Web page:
Before buying any of these food products, it is recommended that you check the labels and make sure they are labeled gluten-free.
Fear not though, there are still plenty of healthy, gluten-free desserts you can enjoy. Fresh fruit is an excellent example. You will also be reducing your sugar intake and eating healthier.
4. Dressings and condiments
Several seasonings and seasonings contain gluten, which triggers problems related to gluten intolerance. A healthy diet will require you to opt for gluten-free soy sauce and eliminate barley malt, malt products, foods with modified starch, and monosodium glutamate.
Also, it should be noted that many salad dressings and sauces are thickened using gluten grains and flours. Most tomato sauces are gluten-free, or you can make your own homemade sauce with butter, salt, olive oil, herbs, and spices. You can also use potato starch, arrowroot, or cornmeal to thicken your homemade seasonings.
5. Alcoholic beverages
Once you know that many alcoholic beverages are made from grains, malted beverages, including wine and beer, will have to move to the top of your list of drinks to avoid.
It is recommended that if you have to drink alcoholic beverages, proceed with caution in consuming alternative grain-based alcoholic beverages such as gin, specific vodkas, whiskey, cider, tequila, and rum.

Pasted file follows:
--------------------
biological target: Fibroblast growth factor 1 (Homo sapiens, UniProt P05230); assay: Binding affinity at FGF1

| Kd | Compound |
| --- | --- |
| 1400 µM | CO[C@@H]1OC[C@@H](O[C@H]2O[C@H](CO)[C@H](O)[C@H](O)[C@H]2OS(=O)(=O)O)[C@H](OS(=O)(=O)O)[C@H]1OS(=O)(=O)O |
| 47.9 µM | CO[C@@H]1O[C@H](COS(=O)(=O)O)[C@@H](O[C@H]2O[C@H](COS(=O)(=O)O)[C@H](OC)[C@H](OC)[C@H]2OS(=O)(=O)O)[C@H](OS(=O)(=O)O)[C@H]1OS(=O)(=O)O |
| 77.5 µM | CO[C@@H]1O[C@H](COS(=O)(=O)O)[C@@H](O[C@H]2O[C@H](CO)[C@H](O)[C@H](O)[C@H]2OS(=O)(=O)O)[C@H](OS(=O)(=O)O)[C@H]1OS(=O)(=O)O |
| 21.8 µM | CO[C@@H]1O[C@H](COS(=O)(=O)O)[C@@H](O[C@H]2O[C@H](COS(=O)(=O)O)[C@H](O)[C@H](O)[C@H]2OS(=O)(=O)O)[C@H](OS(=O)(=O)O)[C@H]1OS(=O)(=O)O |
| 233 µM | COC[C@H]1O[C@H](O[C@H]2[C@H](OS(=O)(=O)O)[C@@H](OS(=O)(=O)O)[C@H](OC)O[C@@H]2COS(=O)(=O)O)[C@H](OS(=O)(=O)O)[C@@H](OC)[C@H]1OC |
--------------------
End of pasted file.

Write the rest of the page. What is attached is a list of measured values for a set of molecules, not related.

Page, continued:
Healthy eating tips to prevent the effects of gluten-free foods
If you can master the healthy tips below, then you can significantly prevent the undesirable effects of gluten on your health.
· Keep in mind that gluten-free foods can come into contact with gluten-containing foods, causing cross-contamination. Cross contamination is common in manufacturing industries, which use similar machinery in processing regular and gluten-free products. In home kitchens, the same surfaces and tools can be used when preparing meals. You should be careful with this and have a backup cutting board and tools exclusively for your gluten-free foods to avoid cross contamination.
· You are advised to use extreme caution if you have to eat out. Most restaurants tend to lack the proper measures to ensure minimal cross contamination while preparing and serving food.
Stopping gluten is much easier than you think, so don't be discouraged. Your health depends on it. As mentioned above, natural and unprocessed foods are surely gluten-free. Using the guide above and simply using common sense, you can easily restructure your diet to make it more delicious and healthier!
Just remember to never assume a product is gluten-free. You should analyze the ingredients of a product or seek help from store personnel to identify gluten-free foods. Gluten-free foods can be just as delicious if you follow these helpful tips.
Finally, just because something is labeled gluten-free, it doesn't mean the product is healthy. It simply means that it does not contain those specific grains. Whole foods in their original form are always the best option.
"Your skin has a natural barrier to retain moisture, and essential to that is omega-3 fatty acid," Joanna advises. "Flax seeds on your salad or even walnuts will be an instant boost to your omega-3, thus increasing your skin's ability to hold onto moisture." And be sure to eat a diet low in foods with a high glycemic index (simple and complex carbohydrates).